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I Know This Much is True
Rarely does a book take me on a voyage of self discovery, and this book definitely has. I could never really identify emotions and feelings in my own life until I read this book and then many questions about myself were answered. A definite must in any collection of books.
Wally Lamb's I Know This Much Is True
About two months ago, in a meeting of the Literary Group, I held out my opinion that tellers of stories wrote best when they had lived the life they were writing about. I cited Sinclair Lewis as the prime example. It is a firm belief I have held for long and I examine every new author I read to see if he or she fulfilled that criterion.
Between the hours of two and four-thirty this quiet winter morning in Philadelphia, I have finished the last few pages of "I Know This Much is True" and find myself hoping that for the sake of his sanity, Wally Lamb had not lived the life of either of the Birdsey twins. What a magnificent story and what a lovely style Lamb has told it! It is difficult to accept that it is only the second book he has written.
I wish I could contact Lamb - I so want to ask him if he cried while writing the book as I wept many times while reading the book, particularly that last line of it where he tells me, the compulsive forgiver, where love grows - I, the man who has for long believed he has seen the toughest that God can handout to any of His creations.
How can a man write a family story with such sensitivity in these days when spying and terrorism have taken over the literary world ?
This is one of those books that you come across every now and again and you bore people about how and why they should read it. The book just drags you into Dominicks world and I'm sure you will identify some aspects of it with your everyday life.
Its a great read. I know this much is true.
While at a local Goodwill, looking for a book to read at work, I spotted Wally Lamb's "I Know This Much Is True". I had never heard of Mr Lamb, never seen or read anything he has ever done, yet somehow this book ended up in my hands. It wasn't until I got home and looked at it again that I noticed the endorsement of the Oprah book club. It was also at home that I saw that it was 900 pages long. 900 pages seem daunting for a weekend read, but I thought, "what the heck" Now a day later I feel a sense of thankfulness for having read it. But, now I find myself in a dilemma: who should I share this with first?
Carmen Cancel Seaman
What a Joy!
Finding a book of over 900 pages that will hold your attention through every page is unimaginable. What a joy to have found that in this. His writing is superb and well balanced. His characters come alive and make you actually care about them. The twists and turns were great and completely unexpected. Thank you Mr. Lamb for a wonderful story.
I first read this book in '98 and was mesmerized by it and never forgot the characters. I passed on my copy to friends and even bought several books to give out as Christmas gifts that year. Recently I found a copy of the book at the Salvation Army and decided to reread it. Wow, 11 years later and I was shocked at how timeless it feels,this book still resonates with me. I didn't think that there were new lessons or insights to be gleaned from it, but here I was all these years later and it was like reading it for the first time. Whenever anyone asks what's my favorite book, this book is the answer I always give. Thank you Wally Lamb for such a beautiful book that reminds us what it truly is to be human and of the redemptive power of forgiveness. Thank you.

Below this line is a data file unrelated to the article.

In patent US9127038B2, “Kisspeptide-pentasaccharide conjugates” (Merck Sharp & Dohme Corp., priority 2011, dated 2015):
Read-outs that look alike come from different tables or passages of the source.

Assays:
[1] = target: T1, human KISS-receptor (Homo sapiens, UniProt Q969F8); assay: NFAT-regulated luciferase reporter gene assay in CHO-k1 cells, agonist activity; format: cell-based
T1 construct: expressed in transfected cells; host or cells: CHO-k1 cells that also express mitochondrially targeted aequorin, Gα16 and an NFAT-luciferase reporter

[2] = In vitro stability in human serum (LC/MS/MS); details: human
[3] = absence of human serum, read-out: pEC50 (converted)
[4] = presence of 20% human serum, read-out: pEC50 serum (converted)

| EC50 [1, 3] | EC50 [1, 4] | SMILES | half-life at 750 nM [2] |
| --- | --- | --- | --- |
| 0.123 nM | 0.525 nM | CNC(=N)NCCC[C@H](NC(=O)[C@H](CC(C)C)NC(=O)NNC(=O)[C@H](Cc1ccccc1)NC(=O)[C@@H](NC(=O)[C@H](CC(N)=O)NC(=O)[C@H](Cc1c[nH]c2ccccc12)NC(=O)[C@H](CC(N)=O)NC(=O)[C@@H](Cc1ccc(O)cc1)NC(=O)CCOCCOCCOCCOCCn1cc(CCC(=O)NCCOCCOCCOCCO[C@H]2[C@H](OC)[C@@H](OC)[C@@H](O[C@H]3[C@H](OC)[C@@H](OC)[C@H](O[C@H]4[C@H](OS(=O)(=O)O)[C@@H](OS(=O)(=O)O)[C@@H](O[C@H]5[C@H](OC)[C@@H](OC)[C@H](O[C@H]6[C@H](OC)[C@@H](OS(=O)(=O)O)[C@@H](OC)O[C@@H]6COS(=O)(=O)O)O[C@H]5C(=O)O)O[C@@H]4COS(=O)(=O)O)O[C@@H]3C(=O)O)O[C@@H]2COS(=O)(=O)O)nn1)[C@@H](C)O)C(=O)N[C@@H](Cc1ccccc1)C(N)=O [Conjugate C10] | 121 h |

'I Know This Much Is True' is absolutely ENTHRALLING!
In one magnificent novel, Wally Lamb manages to beautifully portray the arrogance of men, the violence of egotists, the inevitable betrayal of those deemed trustworthy, the meaning of wholeness and family, the freedom that comes with forgiving, and the love hidden deep inside those who were once our tormentors. Must-read book for anyone searching for life's deeper meanings.
A long, emotional, but worth-while read.
As a woman who works in a shelter for abused women and children, I certainly found the book to be particularly violent. I however believe that the vivid descriptions of domestic violence was a purposeful aspect of the novel. The novel, to me, was about the interconnection between parts of the self, between individuals, between families, and between generations. I believe that Lamb must have a realistic understanding of the intergenerational cycle of abuse and racism. To me, Lamb represents how the cycle can be broken, although Dominick still has the deep anger of his grandfather, he does end up breaking the intergenerational cycle of abuse. I see the book as being a step in the right direction for racial issues, and well as political issues, allowing the reader to see how we are all inter-related, connected, and part of one circle.
If I was to change a part of the book, or delete a section, it would be where Dominick date-rapes his future wife as a teenager. I don't think that part was necessary for the point to get across to the reader.